China posts worst export fall since 2009 as fears of U.S. trade war loom
By Elias Glenn and Sue-Lin Wong
BEIJING (Reuters) - China's massive export engine sputtered for the second year in a row in 2016, with shipments falling in the face of persistently weak global demand and officials voicing fears of a trade war with the United States that is clouding the outlook for 2017.
In one week, China's leaders will see if President-elect Donald Trump makes good on a campaign pledge to brand Beijing a currency manipulator on his first day in office, and starts to follow up on a threat to slap high tariffs on Chinese goods.
Even if the Trump administration takes no concrete action immediately, analysts say the specter of deteriorating U.S.-China trade and political ties is likely to weigh on the confidence of exporters and investors worldwide.
The world's largest trading nation posted gloomy data on Friday, with 2016 exports falling 7.7 percent and imports down 5.5 percent. The export drop was the second annual decline in a row and the worst since the depths of the global crisis in 2009.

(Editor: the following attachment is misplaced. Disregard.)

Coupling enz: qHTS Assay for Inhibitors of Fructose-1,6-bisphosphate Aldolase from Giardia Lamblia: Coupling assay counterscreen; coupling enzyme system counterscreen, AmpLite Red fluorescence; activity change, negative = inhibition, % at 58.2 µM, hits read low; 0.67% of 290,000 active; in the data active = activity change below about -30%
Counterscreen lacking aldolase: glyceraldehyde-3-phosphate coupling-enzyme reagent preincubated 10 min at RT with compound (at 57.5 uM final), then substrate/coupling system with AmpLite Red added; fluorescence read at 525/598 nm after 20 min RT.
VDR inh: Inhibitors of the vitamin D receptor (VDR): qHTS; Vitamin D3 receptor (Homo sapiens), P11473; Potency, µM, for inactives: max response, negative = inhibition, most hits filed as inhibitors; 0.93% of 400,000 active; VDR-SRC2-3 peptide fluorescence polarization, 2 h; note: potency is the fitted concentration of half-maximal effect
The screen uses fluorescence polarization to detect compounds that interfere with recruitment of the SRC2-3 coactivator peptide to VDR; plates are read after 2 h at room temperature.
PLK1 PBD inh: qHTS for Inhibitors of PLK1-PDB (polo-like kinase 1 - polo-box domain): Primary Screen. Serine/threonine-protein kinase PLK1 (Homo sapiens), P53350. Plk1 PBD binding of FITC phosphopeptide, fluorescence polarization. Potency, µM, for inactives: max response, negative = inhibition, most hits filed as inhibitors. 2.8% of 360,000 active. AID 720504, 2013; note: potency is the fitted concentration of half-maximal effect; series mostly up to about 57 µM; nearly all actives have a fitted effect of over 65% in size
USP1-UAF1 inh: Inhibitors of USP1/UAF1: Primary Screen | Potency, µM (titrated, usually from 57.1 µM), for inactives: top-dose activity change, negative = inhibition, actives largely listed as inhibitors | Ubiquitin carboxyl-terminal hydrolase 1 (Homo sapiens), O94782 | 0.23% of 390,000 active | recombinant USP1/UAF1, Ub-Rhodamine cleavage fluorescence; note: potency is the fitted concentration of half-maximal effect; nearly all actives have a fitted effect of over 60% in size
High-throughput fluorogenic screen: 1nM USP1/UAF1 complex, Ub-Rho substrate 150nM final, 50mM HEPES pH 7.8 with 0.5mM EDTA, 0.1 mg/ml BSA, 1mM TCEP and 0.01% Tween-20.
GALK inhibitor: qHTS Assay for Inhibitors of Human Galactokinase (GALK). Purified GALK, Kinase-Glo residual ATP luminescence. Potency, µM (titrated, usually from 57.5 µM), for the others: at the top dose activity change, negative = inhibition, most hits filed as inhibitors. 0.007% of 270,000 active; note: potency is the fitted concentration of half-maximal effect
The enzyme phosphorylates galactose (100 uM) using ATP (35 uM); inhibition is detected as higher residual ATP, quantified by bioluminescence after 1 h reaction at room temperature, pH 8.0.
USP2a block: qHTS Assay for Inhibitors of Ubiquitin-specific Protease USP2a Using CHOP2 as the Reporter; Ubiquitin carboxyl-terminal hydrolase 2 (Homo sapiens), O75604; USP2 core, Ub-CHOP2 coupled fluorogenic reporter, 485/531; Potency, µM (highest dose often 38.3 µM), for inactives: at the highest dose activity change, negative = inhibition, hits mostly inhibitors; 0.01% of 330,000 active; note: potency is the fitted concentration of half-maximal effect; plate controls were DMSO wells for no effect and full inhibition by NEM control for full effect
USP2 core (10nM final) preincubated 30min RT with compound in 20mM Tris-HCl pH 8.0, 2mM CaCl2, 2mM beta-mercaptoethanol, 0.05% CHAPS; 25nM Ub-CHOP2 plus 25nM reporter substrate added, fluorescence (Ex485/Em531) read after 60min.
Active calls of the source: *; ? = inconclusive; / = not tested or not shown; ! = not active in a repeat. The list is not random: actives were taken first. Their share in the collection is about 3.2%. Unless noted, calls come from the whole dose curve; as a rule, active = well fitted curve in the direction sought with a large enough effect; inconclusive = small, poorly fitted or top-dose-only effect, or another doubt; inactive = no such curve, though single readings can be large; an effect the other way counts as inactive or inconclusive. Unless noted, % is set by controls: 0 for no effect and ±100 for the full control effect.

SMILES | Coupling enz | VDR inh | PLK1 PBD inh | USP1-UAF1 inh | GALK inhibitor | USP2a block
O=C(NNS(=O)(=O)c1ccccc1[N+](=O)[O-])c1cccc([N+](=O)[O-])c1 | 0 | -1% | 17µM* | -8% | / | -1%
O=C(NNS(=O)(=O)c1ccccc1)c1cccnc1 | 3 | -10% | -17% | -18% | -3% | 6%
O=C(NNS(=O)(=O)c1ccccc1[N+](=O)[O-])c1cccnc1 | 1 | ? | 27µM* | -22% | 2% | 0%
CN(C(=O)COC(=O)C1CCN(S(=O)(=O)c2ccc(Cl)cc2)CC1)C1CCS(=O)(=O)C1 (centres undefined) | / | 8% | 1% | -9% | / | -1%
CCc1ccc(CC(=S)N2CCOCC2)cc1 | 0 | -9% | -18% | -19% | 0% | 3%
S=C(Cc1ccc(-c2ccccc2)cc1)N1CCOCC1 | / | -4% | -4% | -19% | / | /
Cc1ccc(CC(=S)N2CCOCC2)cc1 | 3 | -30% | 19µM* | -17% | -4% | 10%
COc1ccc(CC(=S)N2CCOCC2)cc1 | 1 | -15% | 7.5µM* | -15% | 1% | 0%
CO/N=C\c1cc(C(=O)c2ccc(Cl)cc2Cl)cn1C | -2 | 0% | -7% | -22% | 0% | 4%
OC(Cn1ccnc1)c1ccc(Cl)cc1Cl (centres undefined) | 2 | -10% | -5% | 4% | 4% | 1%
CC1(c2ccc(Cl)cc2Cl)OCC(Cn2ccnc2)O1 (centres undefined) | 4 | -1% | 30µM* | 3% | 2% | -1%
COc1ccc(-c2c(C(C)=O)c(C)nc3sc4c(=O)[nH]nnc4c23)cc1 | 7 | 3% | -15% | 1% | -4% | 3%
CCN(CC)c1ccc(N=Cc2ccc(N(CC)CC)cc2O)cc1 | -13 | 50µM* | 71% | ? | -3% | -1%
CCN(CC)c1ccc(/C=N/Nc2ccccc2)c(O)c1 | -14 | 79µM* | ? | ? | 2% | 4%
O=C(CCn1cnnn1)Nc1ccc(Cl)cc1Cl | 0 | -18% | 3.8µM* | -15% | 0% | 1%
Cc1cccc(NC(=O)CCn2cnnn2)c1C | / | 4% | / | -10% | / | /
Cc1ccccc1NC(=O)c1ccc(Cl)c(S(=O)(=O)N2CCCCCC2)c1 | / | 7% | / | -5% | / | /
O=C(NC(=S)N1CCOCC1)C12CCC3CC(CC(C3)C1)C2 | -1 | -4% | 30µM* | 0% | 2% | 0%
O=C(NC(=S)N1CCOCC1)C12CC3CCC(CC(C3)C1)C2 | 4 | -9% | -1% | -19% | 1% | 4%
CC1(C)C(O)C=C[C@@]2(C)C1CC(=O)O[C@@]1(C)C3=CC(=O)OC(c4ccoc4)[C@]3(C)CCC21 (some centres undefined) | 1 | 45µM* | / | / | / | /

It will be tough for foreign trade to improve this year, especially if the inauguration of Trump and other major political changes limit the growth of China's exports due to greater protectionist measures, the country's customs agency said on Friday.
"The trend of anti-globalization is becoming increasingly evident, and China is the biggest victim of this trend," customs spokesman Huang Songping told reporters.
"We will pay close attention to foreign trade policy after Trump is inaugurated president,” Huang said. Trump will be sworn in on Jan. 20.
China's trade surplus with the United States was $366 billion in 2015, according to U.S. customs data, which Trump could seize on in a bid to bring Beijing to the negotiating table to press for concessions, economists at Bank of America Merrill Lynch said in a recent research note. Continued...